How do we meet that craving? We provide them the soft-copy. That’s right. A company that creates some of the highest quality media available for photographic printing says “give consumers the digital file.” As an industry, we need to meet today’s consumers on their terms.

But note, we don’t say “give them the soft-copy for free,” which is where the nuance lies. We believe that any photographer who simply gives away the digital content leaves money on the table. At the same time, we believe any photographer who doesn’t offer digital content missed opportunities as well. Our message is to offer today’s consumer a Collection of photo products that include soft-copy offerings in conjunction with prints, albums, books, keepsakes and more to commemorate life’s treasured moments. Once you’ve provided the option for the soft copy and have captured the consumers’ interest, you then show them just how much more they can do with the professional content to preserve their memories for a lifetime.

With the Collections and Creations Software, products are organized into thoughtfully created sets that follow a logical flow to help photographers guide their clients through the story-telling process, from start to finish.  Photographers will be able to show how they take the professional content and deliver an experience that creates an emotional connection among the consumers, their images and their story.

This in turn, enables the consumers to:

•Promote their memories by sharing with family and friends anytime, anywhere

•Produce their memories in story form

•Preserve their memories for a lifetime

The goal of the solution is enabling photographers to function as consultants, artists and trusted advisors for their clients, rather than providers of a commodity. Because we believe that’s what photographers, in conjunction with their lab partners, are. They are consultants who have made the investment, in the form of equipment, time and energy to develop a craft that includes a vision and a skill to make beautiful photographs that tell a story that preserves memories for a lifetime.

We hope you’ll come by the booth in New York to learn more. We’ll be at booth #855 in Javits Conventions Center Thursday – Saturday.

Tori Johnson: DIY Kid’s Magnetic Educational Photo Board

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As a mom of a rambunctious two-year-old I am constantly on the lookout for do-it-yourself ideas that are fun, affordable and educational. When I saw this idea on Pinterest I thought it was the perfect DIY to try out and I immediately had a cool idea on how to make it even better…use PICTURES instead of flashcards! Another bonus, you can do this entire DIY for approximately $30! Can’t beat that!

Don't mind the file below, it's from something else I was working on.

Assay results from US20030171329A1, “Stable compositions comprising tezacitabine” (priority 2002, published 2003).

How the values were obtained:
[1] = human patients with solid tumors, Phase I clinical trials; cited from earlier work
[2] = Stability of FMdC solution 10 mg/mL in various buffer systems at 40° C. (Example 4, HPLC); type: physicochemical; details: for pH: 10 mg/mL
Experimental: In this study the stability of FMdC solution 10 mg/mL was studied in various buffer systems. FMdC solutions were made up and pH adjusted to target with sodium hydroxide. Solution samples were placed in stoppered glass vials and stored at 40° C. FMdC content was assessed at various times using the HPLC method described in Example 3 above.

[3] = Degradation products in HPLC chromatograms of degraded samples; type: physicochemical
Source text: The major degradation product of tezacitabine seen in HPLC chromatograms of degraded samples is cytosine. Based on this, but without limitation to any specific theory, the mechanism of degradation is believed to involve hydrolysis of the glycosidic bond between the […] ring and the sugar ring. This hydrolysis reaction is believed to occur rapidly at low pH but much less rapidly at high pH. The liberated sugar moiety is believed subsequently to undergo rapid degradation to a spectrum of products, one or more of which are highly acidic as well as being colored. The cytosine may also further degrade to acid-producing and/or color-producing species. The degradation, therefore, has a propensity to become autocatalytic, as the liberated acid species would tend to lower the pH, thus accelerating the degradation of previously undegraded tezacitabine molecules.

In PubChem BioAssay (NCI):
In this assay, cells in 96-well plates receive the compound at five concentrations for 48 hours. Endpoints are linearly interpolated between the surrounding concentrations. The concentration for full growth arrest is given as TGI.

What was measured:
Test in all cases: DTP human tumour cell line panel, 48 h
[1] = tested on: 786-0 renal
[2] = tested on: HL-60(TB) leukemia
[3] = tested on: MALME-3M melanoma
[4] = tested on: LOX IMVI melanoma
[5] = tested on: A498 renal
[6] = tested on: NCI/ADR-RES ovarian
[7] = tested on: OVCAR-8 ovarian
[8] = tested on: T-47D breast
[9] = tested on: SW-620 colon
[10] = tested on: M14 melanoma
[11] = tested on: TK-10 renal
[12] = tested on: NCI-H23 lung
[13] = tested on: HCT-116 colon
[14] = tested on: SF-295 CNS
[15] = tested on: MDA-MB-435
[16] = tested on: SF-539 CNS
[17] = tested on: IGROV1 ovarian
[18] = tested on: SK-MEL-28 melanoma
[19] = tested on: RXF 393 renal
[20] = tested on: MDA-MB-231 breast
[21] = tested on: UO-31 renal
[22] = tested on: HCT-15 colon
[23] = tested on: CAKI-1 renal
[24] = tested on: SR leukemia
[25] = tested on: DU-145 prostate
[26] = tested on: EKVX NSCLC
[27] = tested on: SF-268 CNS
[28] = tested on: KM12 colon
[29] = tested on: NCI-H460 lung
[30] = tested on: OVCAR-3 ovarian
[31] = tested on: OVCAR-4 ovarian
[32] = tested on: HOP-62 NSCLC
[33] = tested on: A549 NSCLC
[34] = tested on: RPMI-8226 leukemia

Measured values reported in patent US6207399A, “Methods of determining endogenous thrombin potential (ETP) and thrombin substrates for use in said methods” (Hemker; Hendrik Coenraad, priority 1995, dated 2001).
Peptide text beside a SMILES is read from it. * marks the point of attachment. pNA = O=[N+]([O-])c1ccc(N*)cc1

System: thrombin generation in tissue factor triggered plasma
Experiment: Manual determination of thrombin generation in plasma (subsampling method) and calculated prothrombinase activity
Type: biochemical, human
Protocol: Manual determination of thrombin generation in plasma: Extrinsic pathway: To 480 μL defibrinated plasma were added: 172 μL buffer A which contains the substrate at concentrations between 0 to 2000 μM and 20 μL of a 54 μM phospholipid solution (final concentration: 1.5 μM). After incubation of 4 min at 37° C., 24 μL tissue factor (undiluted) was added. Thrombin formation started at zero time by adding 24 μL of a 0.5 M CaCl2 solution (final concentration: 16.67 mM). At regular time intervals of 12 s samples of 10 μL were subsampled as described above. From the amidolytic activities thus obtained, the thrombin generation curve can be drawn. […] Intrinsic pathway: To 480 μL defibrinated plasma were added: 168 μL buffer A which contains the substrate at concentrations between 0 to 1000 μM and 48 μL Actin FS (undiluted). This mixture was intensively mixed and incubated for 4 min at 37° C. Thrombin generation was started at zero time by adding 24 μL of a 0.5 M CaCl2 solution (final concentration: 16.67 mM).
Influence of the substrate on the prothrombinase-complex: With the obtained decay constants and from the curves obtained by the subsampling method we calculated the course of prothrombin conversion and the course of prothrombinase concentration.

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Supplies:

  • Variety of Kodak photos
  • Oil Drip Pan (purchase at any auto supply store for approx. $10)
  • (1)  8x11in dry erase magnetic sheet
  • Variety of magnetic photo holders
  • Magnets
  • Scissors
  • Dry Erase Marker

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 First, I decided what the “categories” were that I wanted to feature on the board. I knew that these would change as my son got older so I decided to go with a magnetic dry erase sheet so that I could easily make adjustments. I then just cut it in to strips to use at my category names.

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After I decided my categories I found some pictures on the Internet and ones that I had taken as well that fit in to my categories. I then dropped them on to a USB and took them to my local Kodak Kiosk which is right down the street at CVS. Within minutes I had all my pictures printed out. What is so great about using pictures is it is much easier for a toddler to understand what you are asking them is in the photo because they are true-to-life unlike cartoons that you see on flashcards. Additionally, you can make basically any category you want vs. being confined to what is available on a flashcard.

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Then you just slide the photos in to their magnetic holders so they are protected from little grubby toddler hands.

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That’s all it takes! Now ask your toddler all sorts of questions to drive their development! Some questions that I ask my son are, “Which photo is a cow?” “How does a pig go?” “Point to the color green.” Among many others! You can also use your extra magnets to hang photos of your family on the board as well!

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 Tori Johnson writes about fashion, mommyhood and everything else in between on her blog The sTORIbook (www.thesTORIbook.com). You can also find her on Facebook, Twitter, Instagram and Pinterest!

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ESSENCE Festival™ Photo Booth Powered by Kodak

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The ESSENCE Festival™ kicks off starting on the Fourth of July running unti Sunday, July 7 in New Orleans. Kodak will be adding to the fun at the Festival by powering a photo book where guests can get a photo on an ESSENCE cover or with other cool backgrounds.

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Look for the ESSENCE Festival™ Photo Booth Powered by Kodak  in the Fan Zone and other high-traffic locations in the Convention Center as well as Woldenberg Park during Family Reunion Day and the Superdome for each night of concerts. Photos are $20 each.